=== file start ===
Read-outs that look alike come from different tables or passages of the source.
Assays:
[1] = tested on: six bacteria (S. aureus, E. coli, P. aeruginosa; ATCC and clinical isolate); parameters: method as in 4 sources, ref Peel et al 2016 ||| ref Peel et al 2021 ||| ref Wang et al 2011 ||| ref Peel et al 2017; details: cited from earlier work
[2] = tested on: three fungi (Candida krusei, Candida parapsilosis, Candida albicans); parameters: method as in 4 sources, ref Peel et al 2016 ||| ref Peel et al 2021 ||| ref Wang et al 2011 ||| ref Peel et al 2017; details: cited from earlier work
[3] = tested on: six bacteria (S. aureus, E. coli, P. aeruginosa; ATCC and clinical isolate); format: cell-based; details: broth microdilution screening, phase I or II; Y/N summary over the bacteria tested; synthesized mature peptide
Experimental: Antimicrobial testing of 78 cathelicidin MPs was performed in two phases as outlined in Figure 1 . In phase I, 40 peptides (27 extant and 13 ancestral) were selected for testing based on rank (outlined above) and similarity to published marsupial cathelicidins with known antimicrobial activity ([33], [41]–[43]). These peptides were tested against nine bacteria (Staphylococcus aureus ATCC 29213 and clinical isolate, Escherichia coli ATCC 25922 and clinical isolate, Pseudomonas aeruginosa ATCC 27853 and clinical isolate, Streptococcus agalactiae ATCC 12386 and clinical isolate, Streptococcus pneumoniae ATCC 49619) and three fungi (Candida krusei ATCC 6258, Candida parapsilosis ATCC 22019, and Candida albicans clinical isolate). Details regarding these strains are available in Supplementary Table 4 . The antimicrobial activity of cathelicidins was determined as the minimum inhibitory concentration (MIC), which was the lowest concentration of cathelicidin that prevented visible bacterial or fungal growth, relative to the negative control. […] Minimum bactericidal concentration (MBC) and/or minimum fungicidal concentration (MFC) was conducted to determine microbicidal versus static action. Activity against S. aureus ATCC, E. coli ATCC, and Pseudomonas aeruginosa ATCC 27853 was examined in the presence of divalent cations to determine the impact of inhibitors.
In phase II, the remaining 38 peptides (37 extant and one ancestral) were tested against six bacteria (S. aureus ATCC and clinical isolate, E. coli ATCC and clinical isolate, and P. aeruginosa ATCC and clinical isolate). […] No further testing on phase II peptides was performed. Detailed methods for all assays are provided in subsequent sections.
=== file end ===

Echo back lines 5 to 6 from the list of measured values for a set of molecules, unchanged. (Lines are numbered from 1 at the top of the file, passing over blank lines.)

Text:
[3] = tested on: six bacteria (S. aureus, E. coli, P. aeruginosa; ATCC and clinical isolate); format: cell-based; details: broth microdilution screening, phase I or II; Y/N summary over the bacteria tested; synthesized mature peptide
Experimental: Antimicrobial testing of 78 cathelicidin MPs was performed in two phases as outlined in Figure 1 . In phase I, 40 peptides (27 extant and 13 ancestral) were selected for testing based on rank (outlined above) and similarity to published marsupial cathelicidins with known antimicrobial activity ([33], [41]–[43]). These peptides were tested against nine bacteria (Staphylococcus aureus ATCC 29213 and clinical isolate, Escherichia coli ATCC 25922 and clinical isolate, Pseudomonas aeruginosa ATCC 27853 and clinical isolate, Streptococcus agalactiae ATCC 12386 and clinical isolate, Streptococcus pneumoniae ATCC 49619) and three fungi (Candida krusei ATCC 6258, Candida parapsilosis ATCC 22019, and Candida albicans clinical isolate). Details regarding these strains are available in Supplementary Table 4 . The antimicrobial activity of cathelicidins was determined as the minimum inhibitory concentration (MIC), which was the lowest concentration of cathelicidin that prevented visible bacterial or fungal growth, relative to the negative control. […] Minimum bactericidal concentration (MBC) and/or minimum fungicidal concentration (MFC) was conducted to determine microbicidal versus static action. Activity against S. aureus ATCC, E. coli ATCC, and Pseudomonas aeruginosa ATCC 27853 was examined in the presence of divalent cations to determine the impact of inhibitors.